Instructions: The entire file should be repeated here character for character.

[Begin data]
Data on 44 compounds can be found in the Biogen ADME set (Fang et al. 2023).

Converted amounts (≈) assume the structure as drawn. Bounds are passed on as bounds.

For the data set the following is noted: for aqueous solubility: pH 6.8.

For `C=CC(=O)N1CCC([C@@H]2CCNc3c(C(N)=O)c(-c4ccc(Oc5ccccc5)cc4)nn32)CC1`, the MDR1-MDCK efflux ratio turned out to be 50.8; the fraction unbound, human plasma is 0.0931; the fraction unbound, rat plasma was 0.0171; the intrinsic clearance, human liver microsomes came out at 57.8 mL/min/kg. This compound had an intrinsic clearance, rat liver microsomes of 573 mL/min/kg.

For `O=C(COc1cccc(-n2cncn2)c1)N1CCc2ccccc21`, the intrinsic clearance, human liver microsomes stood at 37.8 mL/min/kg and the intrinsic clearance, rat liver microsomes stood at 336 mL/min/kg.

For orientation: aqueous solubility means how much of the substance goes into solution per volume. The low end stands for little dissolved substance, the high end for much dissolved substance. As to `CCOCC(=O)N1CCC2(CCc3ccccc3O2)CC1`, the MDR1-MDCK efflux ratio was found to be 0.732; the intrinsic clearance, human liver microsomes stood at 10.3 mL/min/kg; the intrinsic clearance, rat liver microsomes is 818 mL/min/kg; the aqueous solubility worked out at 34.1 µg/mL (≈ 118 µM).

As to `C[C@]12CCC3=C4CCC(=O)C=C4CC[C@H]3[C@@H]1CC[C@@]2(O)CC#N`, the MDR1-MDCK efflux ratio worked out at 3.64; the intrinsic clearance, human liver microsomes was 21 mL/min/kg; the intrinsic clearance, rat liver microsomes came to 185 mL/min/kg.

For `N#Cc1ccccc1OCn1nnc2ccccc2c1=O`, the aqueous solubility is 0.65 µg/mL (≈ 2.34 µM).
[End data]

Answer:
Data on 44 compounds can be found in the Biogen ADME set (Fang et al. 2023).

Converted amounts (≈) assume the structure as drawn. Bounds are passed on as bounds.

For the data set the following is noted: for aqueous solubility: pH 6.8.

For `C=CC(=O)N1CCC([C@@H]2CCNc3c(C(N)=O)c(-c4ccc(Oc5ccccc5)cc4)nn32)CC1`, the MDR1-MDCK efflux ratio turned out to be 50.8; the fraction unbound, human plasma is 0.0931; the fraction unbound, rat plasma was 0.0171; the intrinsic clearance, human liver microsomes came out at 57.8 mL/min/kg. This compound had an intrinsic clearance, rat liver microsomes of 573 mL/min/kg.

For `O=C(COc1cccc(-n2cncn2)c1)N1CCc2ccccc21`, the intrinsic clearance, human liver microsomes stood at 37.8 mL/min/kg and the intrinsic clearance, rat liver microsomes stood at 336 mL/min/kg.

For orientation: aqueous solubility means how much of the substance goes into solution per volume. The low end stands for little dissolved substance, the high end for much dissolved substance. As to `CCOCC(=O)N1CCC2(CCc3ccccc3O2)CC1`, the MDR1-MDCK efflux ratio was found to be 0.732; the intrinsic clearance, human liver microsomes stood at 10.3 mL/min/kg; the intrinsic clearance, rat liver microsomes is 818 mL/min/kg; the aqueous solubility worked out at 34.1 µg/mL (≈ 118 µM).

As to `C[C@]12CCC3=C4CCC(=O)C=C4CC[C@H]3[C@@H]1CC[C@@]2(O)CC#N`, the MDR1-MDCK efflux ratio worked out at 3.64; the intrinsic clearance, human liver microsomes was 21 mL/min/kg; the intrinsic clearance, rat liver microsomes came to 185 mL/min/kg.

For `N#Cc1ccccc1OCn1nnc2ccccc2c1=O`, the aqueous solubility is 0.65 µg/mL (≈ 2.34 µM).